If you listen to The Jig Is Up by Kendrick Lamar, you’ll notice the line “You’re too infatuated with the f****** numbers.” This statement is often true. Like other industries, the music industry revolves around numbers. Not just any numbers, a specific set of numbers that serve as a metrics to measure an artist’s success.
One of the many challenges songwriters, music producers, and artists face is how to use those numbers to efficiently gauge and scale their fan base.
Yes, I said numbers but relax, I’m not going to start talking about complicated math problems.
Before I dive any deeper, I’ll point out here that having clear and concise goals are mandatory. Success is subjective to your overall goals and what you want for yourself. To some musicians, success is being a platinum-selling artist or winning a Grammy. To other musicians, success can be as simple as selling $1,000 worth of merchandise every month and not relying on their job for additional income.
Once a goal is set, it becomes clearer which metrics should be used to monitor the progress and results of your hard work.
Most musicians want to measure their success but get it wrong by relying on what are known as vanity metrics.
Vanity metrics are things like:
- Instagram & Twitter Followers
- YouTube Views
- SoundCloud Plays
Don’t get me wrong, these metrics serve a purpose like any others but shouldn’t be heavily relied upon when evaluating your music career.
Ask yourself this, are these numbers reliable, what type of benefits do you get from them, and can they help you figure out your success?
As you can imagine, it’s quite challenging to measure the results of vanity metrics. Yes, you may have a lot of social media likes and YouTube views, but that doesn’t necessarily bring in a lot of sales. Sure, you can place ads on YouTube for your videos and generate “some” income, but the revenue won't be anything to brag about until you start generating millions of views.
This is exactly why solely relying on social media likes and SoundCloud plays to generate sales isn’t the best idea.
A better approach would be using a strategic digital marketing plan with effective tools designed to show you what’s working and what’s not. By doing so, you’ll rely less on charts and more on scaling plays and likes to purchases. To find out exactly how to scale your plays to purchase, click here and I’ll show you what worked for me.
It starts with being creative and creating engaging content that your audience will enjoy and appreciate. As long as you know what type of audience you have and what they want from your music, it will be easier to convert your fans into customers. This approach will take research on your end as well as trial and error but that’s the beauty of being a musician, everything is trial and error.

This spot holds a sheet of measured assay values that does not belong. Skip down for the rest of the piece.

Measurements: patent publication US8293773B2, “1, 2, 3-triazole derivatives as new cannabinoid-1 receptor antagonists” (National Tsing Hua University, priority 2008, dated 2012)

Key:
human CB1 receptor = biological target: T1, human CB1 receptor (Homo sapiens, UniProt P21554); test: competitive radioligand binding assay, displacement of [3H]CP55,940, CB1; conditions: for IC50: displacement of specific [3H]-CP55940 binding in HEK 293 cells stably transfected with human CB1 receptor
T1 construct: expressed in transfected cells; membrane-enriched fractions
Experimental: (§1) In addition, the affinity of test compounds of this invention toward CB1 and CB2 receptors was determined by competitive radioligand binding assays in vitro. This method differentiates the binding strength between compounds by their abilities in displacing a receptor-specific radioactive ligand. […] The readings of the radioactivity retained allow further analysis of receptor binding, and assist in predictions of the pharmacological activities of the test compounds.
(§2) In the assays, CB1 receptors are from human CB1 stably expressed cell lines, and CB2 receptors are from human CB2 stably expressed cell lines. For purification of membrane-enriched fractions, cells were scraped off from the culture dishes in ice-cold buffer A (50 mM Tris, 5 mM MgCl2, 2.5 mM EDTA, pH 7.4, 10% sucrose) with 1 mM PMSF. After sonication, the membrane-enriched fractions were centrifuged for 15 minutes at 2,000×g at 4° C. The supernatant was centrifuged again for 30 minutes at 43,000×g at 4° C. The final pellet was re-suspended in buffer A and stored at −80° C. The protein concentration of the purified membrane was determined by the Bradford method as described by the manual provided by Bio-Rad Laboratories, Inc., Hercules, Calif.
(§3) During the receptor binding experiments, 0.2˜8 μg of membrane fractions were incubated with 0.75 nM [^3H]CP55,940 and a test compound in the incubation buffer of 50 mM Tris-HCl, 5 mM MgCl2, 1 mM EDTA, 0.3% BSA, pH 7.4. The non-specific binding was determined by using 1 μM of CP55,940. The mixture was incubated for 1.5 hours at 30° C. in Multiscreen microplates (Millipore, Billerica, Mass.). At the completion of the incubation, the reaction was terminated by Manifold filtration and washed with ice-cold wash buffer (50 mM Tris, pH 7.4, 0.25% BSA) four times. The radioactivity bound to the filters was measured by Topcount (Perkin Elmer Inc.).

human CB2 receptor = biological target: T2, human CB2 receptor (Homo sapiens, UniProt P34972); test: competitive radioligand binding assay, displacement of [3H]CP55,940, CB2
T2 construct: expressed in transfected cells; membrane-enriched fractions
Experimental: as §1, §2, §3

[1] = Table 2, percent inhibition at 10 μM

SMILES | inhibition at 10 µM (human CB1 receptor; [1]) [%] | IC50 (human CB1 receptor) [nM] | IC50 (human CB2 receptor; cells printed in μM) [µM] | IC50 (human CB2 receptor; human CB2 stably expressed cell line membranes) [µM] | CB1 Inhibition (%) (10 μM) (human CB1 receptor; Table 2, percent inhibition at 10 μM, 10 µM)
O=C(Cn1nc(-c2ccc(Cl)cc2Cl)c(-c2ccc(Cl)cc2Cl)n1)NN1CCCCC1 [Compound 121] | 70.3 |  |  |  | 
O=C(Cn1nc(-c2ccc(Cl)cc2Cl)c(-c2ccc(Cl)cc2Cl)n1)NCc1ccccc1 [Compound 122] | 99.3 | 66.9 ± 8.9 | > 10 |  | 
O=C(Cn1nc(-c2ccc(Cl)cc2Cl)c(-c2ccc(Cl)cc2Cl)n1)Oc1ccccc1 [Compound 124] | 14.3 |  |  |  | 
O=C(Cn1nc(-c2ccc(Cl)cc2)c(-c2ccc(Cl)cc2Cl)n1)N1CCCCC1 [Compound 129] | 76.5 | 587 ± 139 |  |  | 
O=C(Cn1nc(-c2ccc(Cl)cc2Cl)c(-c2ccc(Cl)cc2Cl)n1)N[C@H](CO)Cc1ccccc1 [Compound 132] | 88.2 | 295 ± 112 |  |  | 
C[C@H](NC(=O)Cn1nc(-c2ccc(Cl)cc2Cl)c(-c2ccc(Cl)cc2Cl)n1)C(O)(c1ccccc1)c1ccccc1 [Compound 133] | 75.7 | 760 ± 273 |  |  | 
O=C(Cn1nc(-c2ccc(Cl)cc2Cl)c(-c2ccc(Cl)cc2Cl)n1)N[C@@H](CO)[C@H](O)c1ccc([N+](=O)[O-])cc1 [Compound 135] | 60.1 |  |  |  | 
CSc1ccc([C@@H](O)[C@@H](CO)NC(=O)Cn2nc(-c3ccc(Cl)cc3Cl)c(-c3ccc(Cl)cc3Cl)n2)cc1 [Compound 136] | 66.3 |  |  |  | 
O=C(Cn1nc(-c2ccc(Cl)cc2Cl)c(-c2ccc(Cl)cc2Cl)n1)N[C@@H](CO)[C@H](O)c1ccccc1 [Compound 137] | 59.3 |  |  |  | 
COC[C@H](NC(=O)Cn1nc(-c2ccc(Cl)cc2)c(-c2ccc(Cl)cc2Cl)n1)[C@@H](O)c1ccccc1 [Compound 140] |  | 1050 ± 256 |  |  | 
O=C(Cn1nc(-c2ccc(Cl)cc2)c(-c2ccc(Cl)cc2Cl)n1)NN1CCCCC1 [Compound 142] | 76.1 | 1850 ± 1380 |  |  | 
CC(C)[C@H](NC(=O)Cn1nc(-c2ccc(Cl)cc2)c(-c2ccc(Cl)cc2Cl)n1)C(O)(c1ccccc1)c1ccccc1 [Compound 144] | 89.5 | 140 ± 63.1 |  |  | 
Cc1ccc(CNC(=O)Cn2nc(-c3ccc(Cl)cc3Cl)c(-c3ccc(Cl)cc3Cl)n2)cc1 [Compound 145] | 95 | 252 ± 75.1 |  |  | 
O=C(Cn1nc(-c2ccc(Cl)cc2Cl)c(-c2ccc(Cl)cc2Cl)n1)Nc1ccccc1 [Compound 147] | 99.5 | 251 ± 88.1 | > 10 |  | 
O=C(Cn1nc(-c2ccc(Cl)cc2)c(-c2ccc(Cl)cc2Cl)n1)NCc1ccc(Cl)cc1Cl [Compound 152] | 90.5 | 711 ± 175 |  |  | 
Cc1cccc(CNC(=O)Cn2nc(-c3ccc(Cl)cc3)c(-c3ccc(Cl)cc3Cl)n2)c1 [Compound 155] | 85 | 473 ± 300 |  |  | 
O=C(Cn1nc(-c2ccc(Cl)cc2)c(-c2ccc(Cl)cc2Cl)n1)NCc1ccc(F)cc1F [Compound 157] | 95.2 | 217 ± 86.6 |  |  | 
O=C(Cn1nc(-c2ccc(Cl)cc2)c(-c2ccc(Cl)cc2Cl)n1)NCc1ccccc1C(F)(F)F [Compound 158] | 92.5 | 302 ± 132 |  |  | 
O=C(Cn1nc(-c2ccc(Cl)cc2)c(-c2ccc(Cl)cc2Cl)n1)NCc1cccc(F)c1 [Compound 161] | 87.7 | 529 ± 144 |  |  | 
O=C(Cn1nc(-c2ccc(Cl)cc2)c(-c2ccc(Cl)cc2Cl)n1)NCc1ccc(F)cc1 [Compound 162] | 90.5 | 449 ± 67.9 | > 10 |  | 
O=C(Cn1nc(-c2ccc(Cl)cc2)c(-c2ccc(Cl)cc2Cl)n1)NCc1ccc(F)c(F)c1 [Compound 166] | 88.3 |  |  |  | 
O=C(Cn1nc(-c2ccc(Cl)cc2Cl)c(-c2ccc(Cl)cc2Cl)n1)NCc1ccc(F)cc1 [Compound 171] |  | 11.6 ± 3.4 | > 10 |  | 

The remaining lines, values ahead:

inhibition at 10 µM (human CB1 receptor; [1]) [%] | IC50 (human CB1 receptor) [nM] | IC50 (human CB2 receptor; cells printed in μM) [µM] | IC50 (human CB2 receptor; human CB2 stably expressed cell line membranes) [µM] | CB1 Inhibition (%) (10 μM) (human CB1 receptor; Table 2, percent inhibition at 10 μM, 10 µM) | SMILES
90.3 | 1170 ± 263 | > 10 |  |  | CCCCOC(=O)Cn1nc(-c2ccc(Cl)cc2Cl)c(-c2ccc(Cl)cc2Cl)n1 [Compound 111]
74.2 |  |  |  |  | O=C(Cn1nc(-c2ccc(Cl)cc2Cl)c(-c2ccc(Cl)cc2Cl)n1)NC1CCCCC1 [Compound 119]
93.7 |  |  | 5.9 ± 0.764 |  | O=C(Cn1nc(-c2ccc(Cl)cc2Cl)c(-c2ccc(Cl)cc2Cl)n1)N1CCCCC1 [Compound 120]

Here’s the thing.
There’s no foolproof way to generate sales in the music world as a newcomer, so you have to showcase offers, bring in features, provide incentives, and anything else that will keep your fans engaged and supportive. It may sound like a challenge but don’t look at it that way. This process should be fun. Think of it as a game, the more valuable content you create, the more attention you’ll get and the more income you can generate. What musician doesn’t want that for their career?
Now I get it, as a musician you want to make music. You didn’t sign up to be a so-called marketing manager and have no idea where to start when it comes to using social media to market your music. I’ll tell you this, it takes more than just posting something online and saying “Hey everyone, I just released a new song, link in bio.” To save you the trouble of making mistakes marketing your music on social media, I’ve created a simple Social Media Strategy video guide that outlines how to go about doing so. Click here for more details.
So when do vanity metrics matter?
The short answer is all of the time. Vanity metrics can and should be used as a marketing tool. If you have thousands or even tens of thousands of SoundCloud plays or YouTube views, you can use that to your advantage to generate other opportunities. Record labels, publishers, managers and more, all consider these numbers when they consider signing a musician.
Before they invest in your music career, they want to know that you have an audience to target and sell your music and merchandise to. They also don’t want to do the work for you so having a substantial amount of views and plays is more enticing. You’ve already done a bulk of the work and have proven your popularity. This is your social proof, proof that people are interested in what you have to offer.
But the best form of social proof is your sales.
When you can show potential partners that not only do you have an audience, but you also have fans and a system that generates income, the odds of you scaling that income increases tremendously.